Key highlights from this report:
- The Boise housing market has been sizzling over the past 15 months or so.
- Home prices have skyrocketed due to strong demand and low inventory.
- Some people now fear that a real estate downturn or crash is coming.
- But a Boise, Idaho housing market crash in 2022 seems highly unlikely.
What can we say about the real estate scene in Boise, Idaho that hasn’t been said already? To call it a hot housing market would be quite the understatement. Turbo-charged, sizzling and ridiculous are more appropriate descriptors.
According to the latest data, the median home value for the Boise-Nampa metro area rose by more than 40% over the past year or so. That’s about ten times the average annual increase in home prices within the U.S., over the past 40 years.
So yes, it’s a “hot” housing market.
But given this meteoric rise in home values, some are now wondering if the Boise housing market will crash in 2022. Will the real estate bubble pop next year? Or will it just keep swelling?
Will the Boise Housing Market Crash in 2022?
Let’s start with the obvious disclaimer. No one can predict future housing market or home price trends with complete accuracy. If the past 18 months have taught us anything, it’s that uncertainty is alive and well in the world.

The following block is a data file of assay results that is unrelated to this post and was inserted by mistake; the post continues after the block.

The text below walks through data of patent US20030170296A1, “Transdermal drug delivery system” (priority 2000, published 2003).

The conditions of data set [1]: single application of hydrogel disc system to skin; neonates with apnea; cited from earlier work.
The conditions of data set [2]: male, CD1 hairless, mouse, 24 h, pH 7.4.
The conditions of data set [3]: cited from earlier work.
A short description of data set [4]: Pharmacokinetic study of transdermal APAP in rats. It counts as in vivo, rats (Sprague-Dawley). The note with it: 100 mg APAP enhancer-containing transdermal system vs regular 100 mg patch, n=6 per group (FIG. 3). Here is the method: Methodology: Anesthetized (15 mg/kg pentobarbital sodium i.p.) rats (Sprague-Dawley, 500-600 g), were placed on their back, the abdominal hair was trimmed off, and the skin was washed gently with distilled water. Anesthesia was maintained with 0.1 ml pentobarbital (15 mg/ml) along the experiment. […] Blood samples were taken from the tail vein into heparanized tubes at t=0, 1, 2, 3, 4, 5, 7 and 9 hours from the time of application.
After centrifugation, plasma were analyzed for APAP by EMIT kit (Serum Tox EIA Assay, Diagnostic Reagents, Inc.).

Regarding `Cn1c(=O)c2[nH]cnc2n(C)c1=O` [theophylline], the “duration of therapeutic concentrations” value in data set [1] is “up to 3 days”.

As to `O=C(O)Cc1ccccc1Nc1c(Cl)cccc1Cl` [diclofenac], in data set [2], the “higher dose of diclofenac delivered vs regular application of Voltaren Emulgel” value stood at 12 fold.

That being said, it seems highly unlikely that the Boise real estate market will crash in 2022. After all, a housing “crash” occurs when home prices drop sharply, often due to a surplus of supply and/or a sudden drop in demand.
But those conditions are not present within the Boise housing market.
On the contrary, this metro area is still experiencing very strong demand coupled with very low supply. Historically speaking, real estate markets don’t crash under such circumstances. They tend to keep climbing, in terms of home prices.
So no, the Boise real estate market probably won’t crash in 2022.
A more likely scenario is that home prices across the Boise-Nampa metro area will rise more slowly over the coming months. But they’ll almost certainly keep climbing to some degree.
Supply-and-Demand Imbalance Continues
When real estate markets “crash” (or experience a sharp downturn in home prices and sales), it’s usually caused by a major change on either the supply or demand side. Or both sides.
For instance, when the supply of homes for sale greatly exceeds the demand from buyers, prices tend to drop. Sometimes significantly. The same thing can happen if home buyers suddenly stop buying houses, for whatever reason.
But when you look at current conditions within the Boise, Idaho real estate market, you’ll see the exact opposite. You’ll see a housing market where the demand for homes greatly exceeds the available supply.
That’s the number-one reason why we probably won’t see a Boise real estate crash or bubble burst in 2022. The current imbalance between supply and demand will put upward pressure on prices, at least for the foreseeable future.
As of July 2021, the Boise metro area had about a one-month supply of homes for sale. That’s a much lower level of supply than most other major cities across the U.S., and miles below what’s considered to be a “balanced” market.